A couple of months ago I was interviewed by the features director of the UK’s Good Housekeeping magazine .
She was writing an article on the pros and cons of moving abroad, and wanted my “expert opinion” on the topic … which naturally I was more than happy to provide (not least since the magazine has a monthly circulation of half a million readers!).
The article has just come out, featuring in the October 2010 edition of the magazine. And – leaving aside my own contribution – it makes for fascinating reading.
You’ve packed your suitcase, you’ve said goodbye to your loved ones and you’re at the airport; “What am I doing?” you ask yourself “Have I made a mistake?”
Moving abroad, be it temporarily or not, is one of the hardest things you will ever have to do. If you’re an expat like me, the thought of stepping off the plane in a country where you don’t know anyone is a daunting prospect. Trent Hand already covered 3 Brilliant Things to Do Before Moving Overseas, so I thought I would discuss 7 ways you can mentally prepare yourself before you step into the unknown.
Bob Sutton, who wrote perhaps the only business book with a title a family newspaper cannot reprint, The No A**hole Rule, has gone decidedly more tame with his latest work. Scaling Up Excellence, released Feb. 4, is the Stanford professor's look at the challenge of sharing good practices, growing new business lines and scaling the size of a successful startup. Co-authored by Hayagreeva "Huggy" Rao, also a professor at Stanford, the book draws on examples from companies like Facebook and Kaiser Permanente to examine how great organizations spread and scale what really works.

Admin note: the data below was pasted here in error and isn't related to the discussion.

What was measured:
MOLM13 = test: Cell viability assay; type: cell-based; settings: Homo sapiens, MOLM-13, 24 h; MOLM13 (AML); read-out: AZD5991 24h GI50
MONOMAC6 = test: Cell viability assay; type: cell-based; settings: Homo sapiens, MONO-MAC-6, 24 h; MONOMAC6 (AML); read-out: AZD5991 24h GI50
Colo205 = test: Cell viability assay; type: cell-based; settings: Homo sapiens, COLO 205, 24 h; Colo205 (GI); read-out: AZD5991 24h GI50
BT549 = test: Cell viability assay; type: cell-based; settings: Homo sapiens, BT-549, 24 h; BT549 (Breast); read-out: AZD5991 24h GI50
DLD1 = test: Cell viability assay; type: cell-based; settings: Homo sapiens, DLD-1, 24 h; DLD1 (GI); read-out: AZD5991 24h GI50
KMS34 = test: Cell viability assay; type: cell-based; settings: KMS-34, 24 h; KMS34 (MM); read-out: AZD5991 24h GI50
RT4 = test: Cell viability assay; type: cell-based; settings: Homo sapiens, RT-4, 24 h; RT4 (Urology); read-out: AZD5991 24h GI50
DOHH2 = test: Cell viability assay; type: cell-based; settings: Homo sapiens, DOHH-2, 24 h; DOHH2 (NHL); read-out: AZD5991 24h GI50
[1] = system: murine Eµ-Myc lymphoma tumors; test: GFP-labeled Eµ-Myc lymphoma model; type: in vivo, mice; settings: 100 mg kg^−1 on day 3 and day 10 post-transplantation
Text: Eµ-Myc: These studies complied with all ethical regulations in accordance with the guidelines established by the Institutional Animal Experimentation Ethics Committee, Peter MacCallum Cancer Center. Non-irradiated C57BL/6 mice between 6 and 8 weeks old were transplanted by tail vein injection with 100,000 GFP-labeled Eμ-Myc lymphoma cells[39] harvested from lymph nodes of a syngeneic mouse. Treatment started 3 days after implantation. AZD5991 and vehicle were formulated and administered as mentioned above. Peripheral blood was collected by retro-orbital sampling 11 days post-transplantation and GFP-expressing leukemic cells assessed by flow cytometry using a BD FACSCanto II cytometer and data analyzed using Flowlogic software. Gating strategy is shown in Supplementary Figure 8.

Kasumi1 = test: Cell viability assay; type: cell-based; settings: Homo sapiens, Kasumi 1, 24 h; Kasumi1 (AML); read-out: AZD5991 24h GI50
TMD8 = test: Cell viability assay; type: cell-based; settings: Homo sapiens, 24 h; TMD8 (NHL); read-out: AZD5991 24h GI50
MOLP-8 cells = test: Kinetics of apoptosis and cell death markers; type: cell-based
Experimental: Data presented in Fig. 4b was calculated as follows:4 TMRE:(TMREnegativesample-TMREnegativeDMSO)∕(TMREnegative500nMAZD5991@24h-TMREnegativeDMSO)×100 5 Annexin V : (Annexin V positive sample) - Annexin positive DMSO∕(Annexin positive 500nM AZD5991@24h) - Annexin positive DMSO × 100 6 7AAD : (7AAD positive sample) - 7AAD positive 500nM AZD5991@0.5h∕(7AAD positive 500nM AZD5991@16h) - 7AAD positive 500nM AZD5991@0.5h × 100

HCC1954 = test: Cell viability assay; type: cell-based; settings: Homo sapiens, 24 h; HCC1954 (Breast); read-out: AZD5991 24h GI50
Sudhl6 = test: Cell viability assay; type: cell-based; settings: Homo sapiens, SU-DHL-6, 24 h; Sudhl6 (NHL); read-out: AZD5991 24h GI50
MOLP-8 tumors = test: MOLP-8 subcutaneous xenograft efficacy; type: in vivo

Sutton says that while the book hasn't gotten as much mainstream attention as his prior book, it has led to more talks with executives at big companies such as Pixar and General Motors. "No one ever wanted me in their company to talk about The No A**hole Rule," Sutton says.
I caught up with Sutton by phone earlier this week while he was in New York. Our conversation has been lightly edited for length and clarity.
Returning recently from an international trip to Japan provided a stark contrast of culture shock that has left me reflecting on brand consistency and customer service. American-based brands, my own included, can learn a great deal from the traditions and culture of Japan that apply to many aspects of business but especially to brand consistency and customer service.
Here are three principles I took away from my recent trip:
Many people have embraced their personal cultural history and integrated components of their heritage into their daily lives. As the work environment becomes more culturally diverse, business owners need to be cognizant of cultural awareness in the workplace to avoid negative ramifications that include poor morale and legal action for discriminatory behavior.
A person's cultural perspective involves more than just a celebration of historical ideas or facts. It influences a person's behavior, dress, beliefs, values and customs. A person from one culture may have completely different negotiation expectations than a person from another culture, or a man may not feel comfortable working with a woman. These are common examples of cultural differences.